5. I got Lyme’s disease in 2012 after a short car camping trip with my wife. Since then, I have liberally dosed our gear and clothes with Permethrin every season. Besides my clothes, I treated the inside portion of my tent with Permethrin as well. Haven’t seen a tick on me or my gear since 2012. Also, it keeps the mosquitoes from hanging around under my fly.

  6. A few years ago, my wife had an odd bump on her chest and went to our doctor. We live in the Nashville, TN, area, and she saw the doctor in February. It was a tick. She was prescribed antibiotics, just in case. Now winters in Nashville aren’t comparable to winters in New England, but we can intervals of daytime temperatures in the 20s and lower temperatures–down to the single digits–at night. This is a roundabout way of saying take care in a mild winter.

  7. Also, the precautions you take to avoid Lyme disease can help prevent you from getting other very nasty (and some which are potentially deadly) tick-borne diseases that are on the rise here in the Northeast including Ehrlichiosis, babesiosis, anaplasmosis, and others. Coincidentally, we just had our dog to the vet yesterday to get her Lyme shot and pick up Frontline for applying to her fur to kill any ticks she brings into the house.

  8. Oh yes, reminded me to buy more permethrin to soak my clothing again this year. Thanks

  9. Some people howl at the idea, but removing body hair, or at least keeping it very short, makes tick checks a lot easier.

  10. Why would anyone think you are crazy, unless they are “challenged”? You sound intelligent and rational, especially being outdoors in Lyme Disease “Central.”

    I like being outside more than inside and live on about fifty acres of woods, meadows, and fields, two creeks, and am infested with deer. I don’t allow hunting on my property but those surrounding me do. We still have plenty, many of them travel in groups of 5 to 7 lately. I like them fine but I am a target myself for the ticks, also with all the voles who spread the ticks. So two years ago I bought 4 pairs of Insect Shield socks, same factory-treated new shirt and Railrider pants on ebay cheaper, and sent sixty bucks of my own shirts and pants and underwear off for factory treatment. Sawyers spray on shoes, etc. I won’t go into full details but a girl I once knew at 18, now a middle aged mom, now appears to others as if she had a stroke. Thinking and speech. Former top Ivory League college grad, was very bright, who went downhill. Also a young niece in VA who got diagnosed and caught it in time. Can’t cite the reference at the moment but I read last week that about a third of Lyme tests come up as false negative. Not good if true.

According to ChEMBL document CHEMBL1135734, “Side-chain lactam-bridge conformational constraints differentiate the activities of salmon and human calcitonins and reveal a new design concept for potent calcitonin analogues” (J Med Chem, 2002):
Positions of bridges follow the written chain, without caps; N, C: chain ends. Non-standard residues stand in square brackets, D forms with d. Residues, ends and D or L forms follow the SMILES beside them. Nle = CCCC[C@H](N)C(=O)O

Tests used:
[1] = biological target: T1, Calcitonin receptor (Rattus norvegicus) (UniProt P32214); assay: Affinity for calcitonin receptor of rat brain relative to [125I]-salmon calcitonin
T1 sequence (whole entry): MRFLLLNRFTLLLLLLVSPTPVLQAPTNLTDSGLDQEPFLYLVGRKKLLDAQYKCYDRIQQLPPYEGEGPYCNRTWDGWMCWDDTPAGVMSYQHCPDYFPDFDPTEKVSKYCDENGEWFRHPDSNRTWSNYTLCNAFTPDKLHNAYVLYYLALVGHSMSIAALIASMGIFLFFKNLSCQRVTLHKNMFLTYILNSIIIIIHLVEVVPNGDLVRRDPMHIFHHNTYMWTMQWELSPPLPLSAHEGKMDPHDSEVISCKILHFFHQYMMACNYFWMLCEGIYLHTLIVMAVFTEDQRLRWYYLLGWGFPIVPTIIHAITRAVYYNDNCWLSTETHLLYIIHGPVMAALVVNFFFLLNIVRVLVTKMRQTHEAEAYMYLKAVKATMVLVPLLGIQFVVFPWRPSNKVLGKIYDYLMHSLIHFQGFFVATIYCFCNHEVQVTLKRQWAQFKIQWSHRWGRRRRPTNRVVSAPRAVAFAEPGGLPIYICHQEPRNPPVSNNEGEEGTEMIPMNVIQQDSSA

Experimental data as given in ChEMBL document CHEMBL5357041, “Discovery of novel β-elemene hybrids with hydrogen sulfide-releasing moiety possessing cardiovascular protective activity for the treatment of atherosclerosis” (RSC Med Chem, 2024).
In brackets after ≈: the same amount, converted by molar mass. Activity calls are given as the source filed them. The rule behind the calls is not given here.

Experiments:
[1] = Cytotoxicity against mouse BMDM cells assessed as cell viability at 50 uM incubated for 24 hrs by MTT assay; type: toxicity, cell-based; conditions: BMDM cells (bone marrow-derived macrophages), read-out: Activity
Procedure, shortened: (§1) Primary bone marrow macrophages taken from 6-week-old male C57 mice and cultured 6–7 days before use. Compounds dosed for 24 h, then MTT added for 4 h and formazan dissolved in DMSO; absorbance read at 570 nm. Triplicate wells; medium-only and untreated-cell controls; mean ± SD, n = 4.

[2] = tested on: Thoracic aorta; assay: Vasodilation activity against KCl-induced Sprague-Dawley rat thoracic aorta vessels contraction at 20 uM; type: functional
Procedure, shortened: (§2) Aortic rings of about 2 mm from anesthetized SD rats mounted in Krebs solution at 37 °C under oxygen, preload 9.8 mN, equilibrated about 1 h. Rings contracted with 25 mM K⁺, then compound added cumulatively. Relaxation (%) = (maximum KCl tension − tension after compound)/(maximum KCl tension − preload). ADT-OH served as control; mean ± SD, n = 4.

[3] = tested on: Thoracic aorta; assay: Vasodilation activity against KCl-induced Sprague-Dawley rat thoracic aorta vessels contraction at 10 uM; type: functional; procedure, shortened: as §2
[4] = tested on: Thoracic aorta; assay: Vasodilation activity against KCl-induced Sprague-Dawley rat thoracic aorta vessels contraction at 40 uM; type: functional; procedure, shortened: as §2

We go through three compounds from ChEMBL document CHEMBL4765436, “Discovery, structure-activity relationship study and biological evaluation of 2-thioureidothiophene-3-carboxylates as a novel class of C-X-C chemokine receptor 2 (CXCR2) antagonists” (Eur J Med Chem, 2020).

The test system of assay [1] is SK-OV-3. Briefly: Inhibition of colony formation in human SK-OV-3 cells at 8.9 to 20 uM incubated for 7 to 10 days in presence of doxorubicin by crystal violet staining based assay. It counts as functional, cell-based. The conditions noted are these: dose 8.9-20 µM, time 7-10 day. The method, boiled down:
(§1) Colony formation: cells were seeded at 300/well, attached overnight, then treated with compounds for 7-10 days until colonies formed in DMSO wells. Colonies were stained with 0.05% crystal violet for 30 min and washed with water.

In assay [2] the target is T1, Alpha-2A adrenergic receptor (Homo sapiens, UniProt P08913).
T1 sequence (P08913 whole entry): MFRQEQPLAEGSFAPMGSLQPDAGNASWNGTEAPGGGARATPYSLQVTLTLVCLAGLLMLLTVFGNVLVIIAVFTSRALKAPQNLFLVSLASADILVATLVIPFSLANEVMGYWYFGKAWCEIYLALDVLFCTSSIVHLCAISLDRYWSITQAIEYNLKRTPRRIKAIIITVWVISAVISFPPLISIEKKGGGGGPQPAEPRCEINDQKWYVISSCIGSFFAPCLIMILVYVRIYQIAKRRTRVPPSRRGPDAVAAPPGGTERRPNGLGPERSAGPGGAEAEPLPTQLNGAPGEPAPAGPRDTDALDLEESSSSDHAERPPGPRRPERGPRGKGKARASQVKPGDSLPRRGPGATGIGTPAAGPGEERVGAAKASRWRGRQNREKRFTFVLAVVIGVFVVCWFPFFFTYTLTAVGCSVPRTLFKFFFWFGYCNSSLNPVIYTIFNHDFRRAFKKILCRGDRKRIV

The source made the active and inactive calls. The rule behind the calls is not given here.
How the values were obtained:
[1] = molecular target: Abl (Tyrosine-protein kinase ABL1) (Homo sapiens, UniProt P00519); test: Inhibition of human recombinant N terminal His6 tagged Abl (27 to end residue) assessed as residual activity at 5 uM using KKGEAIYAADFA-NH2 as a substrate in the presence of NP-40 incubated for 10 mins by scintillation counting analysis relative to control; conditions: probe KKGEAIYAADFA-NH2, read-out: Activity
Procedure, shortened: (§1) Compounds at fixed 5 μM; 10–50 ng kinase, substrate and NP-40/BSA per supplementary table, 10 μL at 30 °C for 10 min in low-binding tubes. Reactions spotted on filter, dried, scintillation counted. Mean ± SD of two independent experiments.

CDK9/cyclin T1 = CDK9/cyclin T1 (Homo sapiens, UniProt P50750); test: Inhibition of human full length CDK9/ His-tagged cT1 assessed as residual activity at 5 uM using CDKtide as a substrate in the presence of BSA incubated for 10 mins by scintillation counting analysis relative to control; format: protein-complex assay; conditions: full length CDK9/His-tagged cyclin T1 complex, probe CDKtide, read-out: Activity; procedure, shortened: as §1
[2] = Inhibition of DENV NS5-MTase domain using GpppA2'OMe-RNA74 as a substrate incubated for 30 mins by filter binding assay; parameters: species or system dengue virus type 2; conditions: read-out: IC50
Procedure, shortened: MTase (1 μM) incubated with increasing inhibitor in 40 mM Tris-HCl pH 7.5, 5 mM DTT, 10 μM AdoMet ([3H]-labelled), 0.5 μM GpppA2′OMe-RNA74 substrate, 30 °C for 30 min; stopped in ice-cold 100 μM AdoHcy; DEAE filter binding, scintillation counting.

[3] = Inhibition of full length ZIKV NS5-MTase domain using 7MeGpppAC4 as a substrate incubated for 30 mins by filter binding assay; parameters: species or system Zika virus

11. Hi Phil, great post as always, thank you! Have you tried soaking or spraying permethrin on cuben fiber? As it is so expensive, I don’t want to do anything to damage it. I like the concept of soaking my tent in a solution and then using the same solution to spray my sleeping bag, backpack and clothes.

    Thanks!!

  12. All good advice. And beware of sleeping situations where you are exposed to mice. My son contracted hanta virus syndrome while sleeping on our cabin deck in Utah from mice running across his pillow. No joke, nearly fatal.

  13. Rose geranium oil is an excellent alternative for those who don’t want chemicals all over everything. I’ve used it backpacking all over PA and it’s worked like a dream!

    • I bought some rose geranium that has the X radens in its title not to be confused with the other type of rose geranium which I’m told is not effective as the first mentioned type. Glad to hear it works since I will soon be trying it. it is said to be effective for dogs with just a little behind the shoulder blades and a bit near the tail. It should not go near dogs nose since the it is not good for the dogs smelling abilities.

  14. Are there particular seasons of the year where ticks are not an issue? I.e. is there a minimum temperature before they get active or is it basically an issue year round?